The Effini Great British Bake-athon
This week sees the start of some interesting activities at Effini! Chris Wilson, our Head of Engineering, tells us more.
Data is what we do; we love how it can help our clients improve their businesses, and all the different activities it can help us with. And we also love the Great British Bake Off (GBBO)! Many of the Effini team bake on a regular basis ( these delicious Cinnamon buns are courtesy of Karen, one of our Data Scientists) and we show off our wares to each other on our dedicated Slack channel. We also religiously follow the TV show and share our opinions during the week in our casual off-topic chats.
So it felt natural that one day it came to pass that we had the idea to bring the two together – data and GBBO!
I think the question that started it all was “How many times does Prue say the words ‘the flavour is good’?”, which was inevitably followed by “How many times does Paul give a handshake?”.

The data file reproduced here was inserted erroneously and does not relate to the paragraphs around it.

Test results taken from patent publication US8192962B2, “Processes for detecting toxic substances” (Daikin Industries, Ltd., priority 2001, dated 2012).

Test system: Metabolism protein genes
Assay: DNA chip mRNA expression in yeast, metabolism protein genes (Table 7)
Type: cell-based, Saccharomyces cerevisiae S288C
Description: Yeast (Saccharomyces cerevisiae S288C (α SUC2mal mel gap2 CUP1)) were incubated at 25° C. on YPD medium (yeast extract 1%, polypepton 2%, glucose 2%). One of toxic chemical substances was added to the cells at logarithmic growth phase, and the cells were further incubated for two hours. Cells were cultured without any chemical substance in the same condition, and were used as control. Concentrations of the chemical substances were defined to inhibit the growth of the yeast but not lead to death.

Once our data curiosity is piqued there’s no stopping us. A working group was formed to see what insights we could get out of all the data that is out there on the internet related to the Great British Bake Off.
Other people have done Data Analysis around the show before, in an even more in-depth manner than what we’re planning here. Our desire to learn new skills and broaden our knowledge also runs strong at Effini. As well as being fun, we all see this as an opportunity for the Data Engineers amongst us to learn some Data Science skills, and the Data Scientists to learn some Data Engineering skills!
There’s so much that can be measured in everyday activities, and we’re already thinking of some different areas we may look at. What are the patterns hiding inside the ingredients – can we spot the trends, maybe even predict what’s going to be the fashionable ingredient in a future series? The subtitles may help us identify those famous phrases, and see when they’re most likely to be used. Or maybe the social media around the show will highlight something interesting.
Stay tuned for future posts – next time we’ll concentrate on how the Data Discovery process starts. This isn’t actually looking at the data itself. The important thing is “What questions are we trying to answer?”
Have you got any burning questions you want answered about the Great British Bake Off?
See you next time!